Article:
In the latter part of 2017 and early January, Bitcoin was doing quite well. Then regulators came knocking and Bitcoin and other digital currencies like Ripple caved in under the pressure of people selling off. The price plunged from a high of $20,000 on December 17th to a low of $6,000 on February 6th. The same thing happened to a majority of altcoins whose number now exceeds 7,000.
The crackdown of Securities Exchange Commission (SEC) on ICOs in late December and early January also scared away crypto investors. This coincided with the South Korean government additional announcement that new crypto regulations would be introduced. South Korea accounts for a big share of the total crypto market. Any announcement made here should therefore be taken seriously.
The rebound of Bitcoin
The plunging of Bitcoin in the better part of January sent panic alarms all over. A currency that was worth more than $326 billion in mid-December was worth $118 billion in the first week of February. Since February 6th, Bitcoin and Ethereum, the two competing cryptos at the top have made tremendous gains. This has been received positively by cryptocurrency enthusiasts across the world and hence the rising prices of most of the cryptos. It is worth noting though that trading charts on 13th February were showing a bearish trend for Bitcoin. The 100 daily moving averages showed that the price was down and sellers were the ones holding the stakes. This means that the price could very easily go down some more. At the time, the coin was going for $8,720 which is almost 50% up from the year-low of $6,000.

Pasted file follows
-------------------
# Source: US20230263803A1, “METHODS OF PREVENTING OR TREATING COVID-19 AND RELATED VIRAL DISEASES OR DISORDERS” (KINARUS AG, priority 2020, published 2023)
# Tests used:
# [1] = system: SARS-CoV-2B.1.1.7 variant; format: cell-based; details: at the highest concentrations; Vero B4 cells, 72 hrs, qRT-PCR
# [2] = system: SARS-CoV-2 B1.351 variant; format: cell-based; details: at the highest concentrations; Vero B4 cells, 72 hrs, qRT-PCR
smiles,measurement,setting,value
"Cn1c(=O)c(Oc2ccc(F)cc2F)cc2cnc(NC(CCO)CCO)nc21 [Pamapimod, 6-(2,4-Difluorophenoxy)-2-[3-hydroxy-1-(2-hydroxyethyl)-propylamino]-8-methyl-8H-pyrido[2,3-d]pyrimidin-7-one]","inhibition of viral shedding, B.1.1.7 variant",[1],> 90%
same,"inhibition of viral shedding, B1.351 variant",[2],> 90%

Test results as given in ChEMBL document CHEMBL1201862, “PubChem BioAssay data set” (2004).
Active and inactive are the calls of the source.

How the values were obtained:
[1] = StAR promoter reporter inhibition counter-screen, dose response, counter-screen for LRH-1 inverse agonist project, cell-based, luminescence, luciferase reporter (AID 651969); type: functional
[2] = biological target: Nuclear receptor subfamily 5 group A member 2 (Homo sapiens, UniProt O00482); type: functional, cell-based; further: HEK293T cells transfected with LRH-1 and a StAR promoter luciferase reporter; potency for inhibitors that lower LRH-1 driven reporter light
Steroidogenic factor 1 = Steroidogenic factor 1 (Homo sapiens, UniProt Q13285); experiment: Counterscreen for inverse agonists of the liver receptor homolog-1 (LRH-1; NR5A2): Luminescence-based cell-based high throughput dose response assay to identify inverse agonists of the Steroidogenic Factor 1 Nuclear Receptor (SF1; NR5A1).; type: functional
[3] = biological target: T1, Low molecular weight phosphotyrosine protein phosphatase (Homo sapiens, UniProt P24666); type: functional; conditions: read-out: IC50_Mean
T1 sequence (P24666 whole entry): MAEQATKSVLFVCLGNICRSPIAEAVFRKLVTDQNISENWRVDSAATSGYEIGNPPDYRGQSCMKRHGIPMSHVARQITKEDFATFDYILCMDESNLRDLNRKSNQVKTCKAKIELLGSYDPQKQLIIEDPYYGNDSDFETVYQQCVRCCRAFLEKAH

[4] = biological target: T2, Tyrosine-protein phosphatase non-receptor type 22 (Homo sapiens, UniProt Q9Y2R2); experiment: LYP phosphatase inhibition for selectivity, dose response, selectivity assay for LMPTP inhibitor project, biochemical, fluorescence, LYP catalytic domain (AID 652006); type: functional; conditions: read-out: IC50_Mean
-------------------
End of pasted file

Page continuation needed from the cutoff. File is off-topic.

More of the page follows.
What factors are favoring Bitcoin
For the better part of last week, the cryptocurrency market was in the red. The Chinese government intensifying its crackdown on digital currencies definitely contributed to the poor performance of the digital currencies. The testimony of the SEC and CFTC heads at Congress also played a role in making the markets dull too.
The cryptocurrency got a reprieve of some sorts last week when the top US regulators who were testifying before the Senate Committee called for a greater oversight over cryptocurrency. No new harsh measures were proposed by the Senate. The news gave crypto some momentum which could not be dampened even by a ban from the Thailand Central Bank on cryptocurrency.
Will cryptocurrency grow to where it was in December?
Probably yes and no. The answer depends on who you ask. A majority of crypto investors and enthusiasts want it to go up and they are rooting for that to happen. On the other hand, there are market experts like Mike McGlone, a Bloomberg intelligence commodity strategist, who says that the price of Bitcoin could drop to as low as $900. This is if dot-com bubble and go-go years are anything to go by.
While using Amazon.com Inc and the Nasdaq Composite Index’s great rise and then retreat of the price of Amazon in early 2000, he explained that Bitcoin is likely to go back to the $900 price tag which it had 13 months ago. He further explains that currently, Bitcoin has more than 50 million outstanding coins based on the original blockchain yet the developers initially intended to limit the supply of the coin to just 21 million. This means there is an oversupply which will eventually force the price to go down.